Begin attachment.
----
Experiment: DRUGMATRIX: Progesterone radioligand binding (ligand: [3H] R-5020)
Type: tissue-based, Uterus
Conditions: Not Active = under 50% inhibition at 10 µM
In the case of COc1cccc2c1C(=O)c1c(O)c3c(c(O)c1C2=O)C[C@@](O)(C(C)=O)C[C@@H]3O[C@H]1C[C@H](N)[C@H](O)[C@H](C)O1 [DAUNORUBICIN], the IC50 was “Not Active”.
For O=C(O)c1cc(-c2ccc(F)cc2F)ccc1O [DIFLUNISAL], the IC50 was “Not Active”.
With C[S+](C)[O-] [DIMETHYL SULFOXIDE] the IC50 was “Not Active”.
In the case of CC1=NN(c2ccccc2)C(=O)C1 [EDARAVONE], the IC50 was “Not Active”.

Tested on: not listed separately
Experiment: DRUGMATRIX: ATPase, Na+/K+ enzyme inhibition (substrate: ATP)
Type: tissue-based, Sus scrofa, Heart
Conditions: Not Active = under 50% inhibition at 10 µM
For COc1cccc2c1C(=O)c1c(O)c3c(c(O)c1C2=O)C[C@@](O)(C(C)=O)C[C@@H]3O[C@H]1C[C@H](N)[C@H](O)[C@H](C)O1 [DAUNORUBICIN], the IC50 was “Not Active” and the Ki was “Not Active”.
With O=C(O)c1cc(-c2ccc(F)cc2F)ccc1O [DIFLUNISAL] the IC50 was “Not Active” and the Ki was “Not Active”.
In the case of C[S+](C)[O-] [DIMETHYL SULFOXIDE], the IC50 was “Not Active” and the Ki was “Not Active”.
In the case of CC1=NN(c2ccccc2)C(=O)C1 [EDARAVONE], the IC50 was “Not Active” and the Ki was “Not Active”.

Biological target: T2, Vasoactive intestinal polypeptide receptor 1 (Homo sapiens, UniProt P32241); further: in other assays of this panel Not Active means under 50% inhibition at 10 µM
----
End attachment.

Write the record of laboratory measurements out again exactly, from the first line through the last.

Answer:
Experiment: DRUGMATRIX: Progesterone radioligand binding (ligand: [3H] R-5020)
Type: tissue-based, Uterus
Conditions: Not Active = under 50% inhibition at 10 µM
In the case of COc1cccc2c1C(=O)c1c(O)c3c(c(O)c1C2=O)C[C@@](O)(C(C)=O)C[C@@H]3O[C@H]1C[C@H](N)[C@H](O)[C@H](C)O1 [DAUNORUBICIN], the IC50 was “Not Active”.
For O=C(O)c1cc(-c2ccc(F)cc2F)ccc1O [DIFLUNISAL], the IC50 was “Not Active”.
With C[S+](C)[O-] [DIMETHYL SULFOXIDE] the IC50 was “Not Active”.
In the case of CC1=NN(c2ccccc2)C(=O)C1 [EDARAVONE], the IC50 was “Not Active”.

Tested on: not listed separately
Experiment: DRUGMATRIX: ATPase, Na+/K+ enzyme inhibition (substrate: ATP)
Type: tissue-based, Sus scrofa, Heart
Conditions: Not Active = under 50% inhibition at 10 µM
For COc1cccc2c1C(=O)c1c(O)c3c(c(O)c1C2=O)C[C@@](O)(C(C)=O)C[C@@H]3O[C@H]1C[C@H](N)[C@H](O)[C@H](C)O1 [DAUNORUBICIN], the IC50 was “Not Active” and the Ki was “Not Active”.
With O=C(O)c1cc(-c2ccc(F)cc2F)ccc1O [DIFLUNISAL] the IC50 was “Not Active” and the Ki was “Not Active”.
In the case of C[S+](C)[O-] [DIMETHYL SULFOXIDE], the IC50 was “Not Active” and the Ki was “Not Active”.
In the case of CC1=NN(c2ccccc2)C(=O)C1 [EDARAVONE], the IC50 was “Not Active” and the Ki was “Not Active”.

Biological target: T2, Vasoactive intestinal polypeptide receptor 1 (Homo sapiens, UniProt P32241); further: in other assays of this panel Not Active means under 50% inhibition at 10 µM